There are some really fun linguistic world building (particularly in a book that's only 17k long so has to be really sparse). For example, it's "starlight" not "sunlight", as the stars the planets orbit aren't called "the Sun"! It's small details like this that really show how much care was put into creating this book.

By a funny coincidence, I read this just after another climate-change book (THE FOREVER SEA). THE DEEP-SEA DUKE is a lot more obvious about the theme and message, which isn't my favourite style. However, given the word count restrictions on a book like this and the fact it is designed for children who struggle to read (so may find thematic comprehension less easy), then it makes sense to be more obvious.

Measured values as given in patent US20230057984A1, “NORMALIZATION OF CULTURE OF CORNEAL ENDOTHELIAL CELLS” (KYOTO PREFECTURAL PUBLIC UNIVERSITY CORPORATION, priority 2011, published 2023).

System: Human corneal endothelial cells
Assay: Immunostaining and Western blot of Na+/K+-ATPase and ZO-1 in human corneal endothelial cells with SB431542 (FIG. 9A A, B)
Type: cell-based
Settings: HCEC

To me, the romance came out of nowhere. It was sweet when it happened, but I'd read Hugo's preceding thoughts as ones of friendship worries (given there didn't feel like much from Dorian's side). Thus, I was very surprised when Dorian proposed and kissed him. My friend says the romance was very much set up throughout and that it's just my un-romantically inclined brain not noticing, so take of that what you will!
Profile Image for Joelie.
881 reviews7 followers
January 8, 2023